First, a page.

Kris Krohn, Strongbrook co-founder and real estate investment mentor, explains the company’s six laws of conscious creation, and says that wealth is attracted to those who believe in themselves and their desires. According to Kris Krohn, Strongbrook, his book The Conscious Creator shifts the future investor’s primary attention away from profits, and teaches them how working from within is the best way to achieve goals.
Q: What is the law of attraction?
Kris Krohn, Strongbrook: The law of attraction essentially states that people will bring into their lives what they think about the most.
Q: How does that work?
Kris Krohn, Strongbrook: In order for a person to attract wealth and wealth-generating opportunities, the dominant and most persistent thoughts must lead to actions that create these things.
Q: What is compassionate financing?
Kris Krohn, Strongbrook: Compassionate financing is a form of seller financing that offers the major benefits of lease options, but without any of the usual obstacles. For those who may be unaware, a lease option can be defined as a lease agreement that contains an option for the individual to purchase the home. All terms of the written agreement must be met in order for this to occur. Compassionate financing has been developed as a convenient gateway toward home ownership for qualified renters.
Q: Who would benefit from compassionate financing?
Kris Krohn, Strongbrook: Recent data reveals that, of all Americans, 32.2 percent are currently renting. The key difference between compassionate financing and traditional leasing is that tenants are encouraged to purchase their homes.
Consistent and effective success in the Strait Path system requires a number of core elements, according to founder Kris Krohn of Strongbrook. These elements include identifying and leveraging hidden assets, along with establishing a ten-year goal that is both realistic and comfortable for an individual’s present lifestyle.
When beginning with a new client, Kris Krohn of Strongbrook will leverage his years of experience in real estate by helping an individual identify his or her low-yield assets and transition them to high-yield investments. Examples of low-yield assets typically include cash, income, credit history, job history, relationships, qualified-plan funds and home equity, according to Krohn.
Q: What is the future of retirement accounts in the United States?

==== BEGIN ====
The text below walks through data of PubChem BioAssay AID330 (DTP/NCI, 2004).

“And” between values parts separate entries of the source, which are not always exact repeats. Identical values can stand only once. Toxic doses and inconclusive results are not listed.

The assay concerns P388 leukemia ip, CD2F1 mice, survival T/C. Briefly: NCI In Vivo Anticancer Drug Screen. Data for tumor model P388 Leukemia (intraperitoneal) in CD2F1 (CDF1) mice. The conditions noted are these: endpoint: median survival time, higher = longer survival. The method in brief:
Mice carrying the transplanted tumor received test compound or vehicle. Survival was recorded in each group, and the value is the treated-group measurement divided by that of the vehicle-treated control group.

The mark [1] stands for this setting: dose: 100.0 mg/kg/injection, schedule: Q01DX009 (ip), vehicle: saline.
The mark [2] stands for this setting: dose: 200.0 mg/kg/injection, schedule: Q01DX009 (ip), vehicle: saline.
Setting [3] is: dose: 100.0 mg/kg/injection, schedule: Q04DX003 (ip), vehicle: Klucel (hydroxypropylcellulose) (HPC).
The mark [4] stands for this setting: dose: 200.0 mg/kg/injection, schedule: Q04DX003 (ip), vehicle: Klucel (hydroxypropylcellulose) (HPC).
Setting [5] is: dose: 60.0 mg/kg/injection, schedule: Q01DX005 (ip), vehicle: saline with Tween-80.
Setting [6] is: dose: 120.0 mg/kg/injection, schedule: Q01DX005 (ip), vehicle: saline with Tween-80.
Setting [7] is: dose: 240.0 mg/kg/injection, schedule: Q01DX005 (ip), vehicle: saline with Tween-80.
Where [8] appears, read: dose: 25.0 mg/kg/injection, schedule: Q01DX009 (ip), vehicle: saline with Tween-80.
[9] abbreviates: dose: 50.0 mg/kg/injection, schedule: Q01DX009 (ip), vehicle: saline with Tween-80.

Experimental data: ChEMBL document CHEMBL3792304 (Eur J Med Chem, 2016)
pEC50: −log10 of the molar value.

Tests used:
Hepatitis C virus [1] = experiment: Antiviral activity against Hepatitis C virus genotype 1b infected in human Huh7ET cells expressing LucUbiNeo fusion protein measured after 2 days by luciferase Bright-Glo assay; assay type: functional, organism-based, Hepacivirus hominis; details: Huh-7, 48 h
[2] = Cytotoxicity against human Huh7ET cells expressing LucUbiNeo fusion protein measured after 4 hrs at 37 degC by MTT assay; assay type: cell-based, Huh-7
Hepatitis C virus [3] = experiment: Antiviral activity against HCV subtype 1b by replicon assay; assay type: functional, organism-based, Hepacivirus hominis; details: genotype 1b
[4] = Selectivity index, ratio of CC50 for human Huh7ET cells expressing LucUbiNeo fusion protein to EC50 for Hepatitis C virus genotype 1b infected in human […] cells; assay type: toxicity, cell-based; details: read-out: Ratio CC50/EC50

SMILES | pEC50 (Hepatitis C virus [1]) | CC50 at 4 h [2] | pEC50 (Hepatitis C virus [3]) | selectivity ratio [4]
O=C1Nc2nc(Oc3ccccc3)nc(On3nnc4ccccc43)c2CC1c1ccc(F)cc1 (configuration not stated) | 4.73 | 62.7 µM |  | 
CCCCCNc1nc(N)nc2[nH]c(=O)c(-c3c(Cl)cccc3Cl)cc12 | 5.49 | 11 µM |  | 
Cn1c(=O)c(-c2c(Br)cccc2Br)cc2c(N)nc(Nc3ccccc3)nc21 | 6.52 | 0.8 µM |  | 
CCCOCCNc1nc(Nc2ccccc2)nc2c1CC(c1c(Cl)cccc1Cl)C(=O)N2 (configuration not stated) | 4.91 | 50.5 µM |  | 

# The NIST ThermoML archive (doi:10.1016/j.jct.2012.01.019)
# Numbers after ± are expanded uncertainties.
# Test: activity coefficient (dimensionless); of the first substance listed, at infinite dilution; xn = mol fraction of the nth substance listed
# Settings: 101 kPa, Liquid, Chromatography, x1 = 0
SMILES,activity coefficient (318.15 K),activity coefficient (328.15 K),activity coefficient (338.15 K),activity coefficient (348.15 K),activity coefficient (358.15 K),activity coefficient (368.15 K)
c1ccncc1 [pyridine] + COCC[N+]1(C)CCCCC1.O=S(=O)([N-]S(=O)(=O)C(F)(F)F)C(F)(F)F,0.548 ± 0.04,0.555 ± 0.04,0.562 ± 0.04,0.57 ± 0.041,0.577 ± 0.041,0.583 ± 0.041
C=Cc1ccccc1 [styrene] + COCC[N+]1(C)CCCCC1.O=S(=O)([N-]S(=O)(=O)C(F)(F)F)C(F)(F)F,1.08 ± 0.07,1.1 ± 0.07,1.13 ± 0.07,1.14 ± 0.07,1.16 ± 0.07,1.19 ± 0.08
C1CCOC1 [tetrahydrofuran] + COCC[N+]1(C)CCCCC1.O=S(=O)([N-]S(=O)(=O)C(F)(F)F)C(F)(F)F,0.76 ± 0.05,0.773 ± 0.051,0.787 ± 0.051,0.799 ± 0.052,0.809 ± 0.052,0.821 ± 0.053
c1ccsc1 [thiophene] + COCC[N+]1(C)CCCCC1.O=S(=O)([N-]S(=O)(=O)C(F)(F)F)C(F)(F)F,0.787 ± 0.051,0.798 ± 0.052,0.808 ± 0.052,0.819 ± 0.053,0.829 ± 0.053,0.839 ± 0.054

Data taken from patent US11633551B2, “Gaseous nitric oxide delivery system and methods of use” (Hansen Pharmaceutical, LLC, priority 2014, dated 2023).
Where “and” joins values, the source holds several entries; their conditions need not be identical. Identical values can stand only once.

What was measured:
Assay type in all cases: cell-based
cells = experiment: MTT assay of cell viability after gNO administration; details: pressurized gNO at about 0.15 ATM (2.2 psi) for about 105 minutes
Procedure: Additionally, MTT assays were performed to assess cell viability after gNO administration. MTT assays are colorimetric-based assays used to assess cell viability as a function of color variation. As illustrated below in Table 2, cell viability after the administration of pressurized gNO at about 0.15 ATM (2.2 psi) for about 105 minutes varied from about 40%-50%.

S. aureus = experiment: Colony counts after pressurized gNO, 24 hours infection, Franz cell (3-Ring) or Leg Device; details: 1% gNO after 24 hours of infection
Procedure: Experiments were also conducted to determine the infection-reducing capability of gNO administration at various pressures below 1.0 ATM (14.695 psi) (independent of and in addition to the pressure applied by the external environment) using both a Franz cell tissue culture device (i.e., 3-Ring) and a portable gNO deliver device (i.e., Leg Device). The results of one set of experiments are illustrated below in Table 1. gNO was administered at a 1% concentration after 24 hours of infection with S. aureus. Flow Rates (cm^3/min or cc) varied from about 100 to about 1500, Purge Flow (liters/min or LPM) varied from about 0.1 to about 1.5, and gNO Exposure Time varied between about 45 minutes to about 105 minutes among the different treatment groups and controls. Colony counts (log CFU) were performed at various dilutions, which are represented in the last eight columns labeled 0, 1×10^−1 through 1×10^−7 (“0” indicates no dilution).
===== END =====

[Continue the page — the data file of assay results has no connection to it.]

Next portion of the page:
Kris Krohn, Strongbrook: Retirement accounts are under intense scrutiny these days. With the volatile economy and the legislative shutdown, people are concerned about placing their hard-earned savings into IRAs, 401(k)s and other retirement accounts. As people take a closer look at these vehicles, many are learning that they are not all what they are cracked up to be. Many companies—not to mention the government— encourage use of these traditional entities. The most viable investment opportunity now available in the United States, however, is real estate, but only under the guidance of trusted professionals.
Q: What questions should an individual ask about his or her retirement accounts?
Kris Krohn, Strongbrook: People should take a look at how these accounts are performing, and if their current lifestyle can be funded with assets. For many people across the country, the answer has been a resounding no.
For most Americans, the poorest investment they make on a daily basis is a home mortgage, according to Kris Krohn of Strongbrook. Although home ownership is beneficial, too many people falsely believe that simply eliminating a home mortgage will provide a life of financial security. Consequently, many people continue to devote money to an unnecessary cause that usually puts them further in debt.
According to Kris Krohn of Strongbrook, many individuals have spent much of their careers in the hopes of owning their home, only to find that retirement is not a viable option. Instead of being a tremendous asset, the home feels like a burden. Comforts and freedoms expected in retirement become a pipe dream.